Originally posted at Organizations, Occupations and Work.
Last week I discussed the connection between the Occupy Wall Street protests and the long-term transfer of national income into the finance sector. Well the problem is worse than Wall Street’s power over the national economy and polity.
There really are two faces to financialization. The most familiar face is the dominance of the finance sector over the rest of us: the giant profits and bonuses at the big banks and investment houses and the instability generated by too big to fail but rapaciously imprudent financial services firms. The other face is the financialization of the rest of the economy. Greta Krippner figured this out first. Greta discovered that since the 1980s firms in the non-finance sector have increasingly invested, not in the production of goods and services, but in financial instruments. The productive economy, Main Street in some formulations, has increasingly abandoned production in favor of financial shenanigans. Finance related income, including interest, foreign exchange profits, and stock market investments have risen from about 1/8th of corporate profits to around 30%. In the manufacturing sector the move from production to financial strategies has been even more dramatic, rising to a ratio of finance revenue/profit as high as .60 after 2000.
The most well-known examples of this type of financialization might be the financial arms of automobile manufacturers. General Motors established its financial arm General Motors Acceptance Corporation (GMAC) in 1919 and Ford established its financial service provider Ford Motor Credit in 1959. Before the 1980s, the main function of these financial institutions was to provide their automotive customers access to credit to increase car sales. Starting in the 1980s, these firms broadened their portfolio. GMAC entered mortgage lending in 1985. In the same year, Ford purchased First Nationwide Financial Corporation, the first thrift that operated at the national level, to enter the savings and residential loan markets. In the 1990s both GMAC and Ford Motor Credit expanded their services to include insurance, banking, and commercial finance. In 2004, GM reported that 66 percent of its $1.3 billion quarterly profits came from GMAC; while a day earlier, Ford reported a loss in its automotive operation but $1.17 billion in net income, mostly from its financing operation.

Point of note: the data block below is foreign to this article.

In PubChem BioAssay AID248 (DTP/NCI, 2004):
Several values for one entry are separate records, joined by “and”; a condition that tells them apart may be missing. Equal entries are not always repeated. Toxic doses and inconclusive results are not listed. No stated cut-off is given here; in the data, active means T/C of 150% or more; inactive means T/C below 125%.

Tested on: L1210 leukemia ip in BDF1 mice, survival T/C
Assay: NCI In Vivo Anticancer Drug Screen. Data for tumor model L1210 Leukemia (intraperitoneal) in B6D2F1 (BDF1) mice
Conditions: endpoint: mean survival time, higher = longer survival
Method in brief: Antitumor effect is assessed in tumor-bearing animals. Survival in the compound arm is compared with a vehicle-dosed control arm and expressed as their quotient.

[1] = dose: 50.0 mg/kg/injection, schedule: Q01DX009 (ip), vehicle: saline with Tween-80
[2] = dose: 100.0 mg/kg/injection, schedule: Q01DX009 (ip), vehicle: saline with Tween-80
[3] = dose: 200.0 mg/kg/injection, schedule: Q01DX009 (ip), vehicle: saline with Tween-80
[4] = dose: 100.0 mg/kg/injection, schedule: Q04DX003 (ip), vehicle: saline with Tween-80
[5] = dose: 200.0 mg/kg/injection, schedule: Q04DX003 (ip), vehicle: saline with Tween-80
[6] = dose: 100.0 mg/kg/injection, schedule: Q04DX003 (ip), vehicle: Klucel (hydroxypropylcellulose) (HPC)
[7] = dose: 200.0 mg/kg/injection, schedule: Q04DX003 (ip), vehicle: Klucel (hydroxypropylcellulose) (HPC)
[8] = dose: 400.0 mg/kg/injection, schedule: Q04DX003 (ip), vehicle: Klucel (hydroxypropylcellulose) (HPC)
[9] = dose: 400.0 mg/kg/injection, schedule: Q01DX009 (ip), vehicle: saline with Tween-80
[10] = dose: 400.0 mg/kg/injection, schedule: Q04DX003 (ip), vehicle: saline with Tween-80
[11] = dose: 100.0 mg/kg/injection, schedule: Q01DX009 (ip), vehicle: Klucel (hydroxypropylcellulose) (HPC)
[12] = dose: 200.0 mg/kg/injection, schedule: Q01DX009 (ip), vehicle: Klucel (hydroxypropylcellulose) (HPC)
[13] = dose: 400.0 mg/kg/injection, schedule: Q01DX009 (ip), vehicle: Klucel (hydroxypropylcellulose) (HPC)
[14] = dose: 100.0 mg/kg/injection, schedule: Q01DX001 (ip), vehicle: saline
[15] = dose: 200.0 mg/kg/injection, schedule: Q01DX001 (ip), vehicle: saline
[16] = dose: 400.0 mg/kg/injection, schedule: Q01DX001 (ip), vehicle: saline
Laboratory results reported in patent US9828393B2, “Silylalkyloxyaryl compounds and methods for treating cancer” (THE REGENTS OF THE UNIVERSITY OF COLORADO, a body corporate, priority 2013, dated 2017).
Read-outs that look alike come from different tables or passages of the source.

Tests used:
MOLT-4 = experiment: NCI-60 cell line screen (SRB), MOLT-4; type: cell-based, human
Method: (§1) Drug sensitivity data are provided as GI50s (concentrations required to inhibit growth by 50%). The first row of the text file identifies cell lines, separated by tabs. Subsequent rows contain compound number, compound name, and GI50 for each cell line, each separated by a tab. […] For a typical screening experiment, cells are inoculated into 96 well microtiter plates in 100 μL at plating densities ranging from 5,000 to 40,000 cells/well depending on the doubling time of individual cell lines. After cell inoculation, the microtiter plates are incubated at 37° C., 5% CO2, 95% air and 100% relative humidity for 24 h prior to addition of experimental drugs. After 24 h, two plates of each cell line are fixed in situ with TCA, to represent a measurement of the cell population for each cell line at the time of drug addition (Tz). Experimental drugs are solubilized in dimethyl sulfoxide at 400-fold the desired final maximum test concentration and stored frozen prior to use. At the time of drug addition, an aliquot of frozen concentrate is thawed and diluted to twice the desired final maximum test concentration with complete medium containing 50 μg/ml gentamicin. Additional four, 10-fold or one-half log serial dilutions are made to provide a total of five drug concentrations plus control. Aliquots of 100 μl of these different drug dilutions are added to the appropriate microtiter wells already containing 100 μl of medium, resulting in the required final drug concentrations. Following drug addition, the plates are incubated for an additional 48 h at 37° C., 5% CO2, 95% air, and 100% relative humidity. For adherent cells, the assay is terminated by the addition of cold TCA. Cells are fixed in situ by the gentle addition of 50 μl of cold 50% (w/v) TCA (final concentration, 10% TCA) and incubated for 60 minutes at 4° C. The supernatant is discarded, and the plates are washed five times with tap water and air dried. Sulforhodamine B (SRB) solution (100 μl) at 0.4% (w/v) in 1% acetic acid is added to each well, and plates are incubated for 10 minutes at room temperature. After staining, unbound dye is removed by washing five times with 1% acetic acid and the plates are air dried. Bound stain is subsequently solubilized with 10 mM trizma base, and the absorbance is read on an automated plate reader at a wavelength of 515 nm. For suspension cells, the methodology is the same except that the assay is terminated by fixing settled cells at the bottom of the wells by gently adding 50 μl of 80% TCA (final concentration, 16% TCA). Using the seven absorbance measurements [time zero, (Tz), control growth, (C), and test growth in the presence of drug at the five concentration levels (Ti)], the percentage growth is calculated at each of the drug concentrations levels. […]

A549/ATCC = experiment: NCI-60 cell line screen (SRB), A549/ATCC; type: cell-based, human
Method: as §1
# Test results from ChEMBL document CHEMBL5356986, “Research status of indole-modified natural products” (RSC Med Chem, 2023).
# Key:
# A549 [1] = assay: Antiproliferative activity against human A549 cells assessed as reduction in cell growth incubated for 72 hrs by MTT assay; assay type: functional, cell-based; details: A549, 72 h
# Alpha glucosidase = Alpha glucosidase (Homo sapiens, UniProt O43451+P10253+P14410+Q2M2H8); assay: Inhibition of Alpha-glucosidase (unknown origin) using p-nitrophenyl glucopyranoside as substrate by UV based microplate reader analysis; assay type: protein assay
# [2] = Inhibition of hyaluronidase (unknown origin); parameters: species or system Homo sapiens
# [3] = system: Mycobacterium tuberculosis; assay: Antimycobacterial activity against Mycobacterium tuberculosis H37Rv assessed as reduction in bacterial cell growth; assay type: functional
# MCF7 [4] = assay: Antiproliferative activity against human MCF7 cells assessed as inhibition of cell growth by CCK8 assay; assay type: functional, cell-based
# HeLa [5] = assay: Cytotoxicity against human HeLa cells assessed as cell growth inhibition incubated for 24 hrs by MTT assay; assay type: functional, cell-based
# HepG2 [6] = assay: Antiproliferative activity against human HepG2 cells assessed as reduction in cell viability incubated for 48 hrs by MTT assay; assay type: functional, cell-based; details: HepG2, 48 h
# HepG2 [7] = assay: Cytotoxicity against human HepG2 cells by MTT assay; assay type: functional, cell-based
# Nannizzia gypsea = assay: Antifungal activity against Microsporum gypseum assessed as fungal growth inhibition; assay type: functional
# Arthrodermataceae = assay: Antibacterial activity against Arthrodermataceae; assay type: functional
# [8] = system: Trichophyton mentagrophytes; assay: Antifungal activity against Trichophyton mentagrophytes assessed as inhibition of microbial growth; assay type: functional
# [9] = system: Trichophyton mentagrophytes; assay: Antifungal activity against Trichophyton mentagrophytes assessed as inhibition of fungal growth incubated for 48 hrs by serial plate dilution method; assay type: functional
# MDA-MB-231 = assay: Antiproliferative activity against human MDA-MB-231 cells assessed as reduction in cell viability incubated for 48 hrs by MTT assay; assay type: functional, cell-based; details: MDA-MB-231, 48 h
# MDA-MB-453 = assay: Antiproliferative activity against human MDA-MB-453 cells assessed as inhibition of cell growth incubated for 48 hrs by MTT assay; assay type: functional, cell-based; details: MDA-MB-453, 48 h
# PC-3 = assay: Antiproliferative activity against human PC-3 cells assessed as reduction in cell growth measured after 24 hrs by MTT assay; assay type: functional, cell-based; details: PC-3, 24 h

Founded in 1943 GE Capital was designed to provide loans for the customers of home appliances. However, under the post-1980 leadership of Jack Welch, its scope rapidly expanded to small business, real estate, mortgage lending, credit cards, and insurance. After running a close second for more than two decades, it topped GMAC as the largest nonbank lender in 1992. The profit return to financial expansion was extraordinary. In retrospect this should not be surprising; the same financial deregulation than broke down the walls between various types of financial firms also freed non-financial firms to enter these markets. Simultaneously deregulation created fertile fields in which to capture income in multiple financial markets.
This kind of financialization is in many ways more insidious than the concentration of wealth and power on Wall Street. At this point many of us, including political movements such as Occupy Wall Street and even the Tea Party movement can see that financial power and concentrated wealth undermine democracy and capitalism respectively. I think that the financialization of the non-finance sector has undermined the real economy by reducing capital and management commitment to production and further marginalizing labor’s role in U.S. corporations. The result has been an incremental exclusion of the general workforce from revenue generating and compensation setting processes. While once CEOs were celebrated for expanding employment and market share, they are now lauded for increased profitability and decreased employment. They have accomplished this transition by shifting the creative energies and investment strategies of their firms away from the production of goods and services and into financial investments.
Recently Ken-Hou Lin and I have found that as financial strategies replace production ones, income inequality climbs dramatically. In fact as industry financialization rises so does capital’s share of income. In addition, financialization is associated with higher compensation for corporate officers and higher income inequality among employees. We estimate that about half of the post 1970s decline in labor’s share of income, 10 percent of the growth in officers’ share of compensation, and 15 percent of the growth in earnings dispersion between 1970 and 2008 are linked to the financialization of the non-finance sector. One way to think about financialization is that it is a system of income redistribution which strengthens the hand of finance capital and weakens the hand of labor associated with the real economy.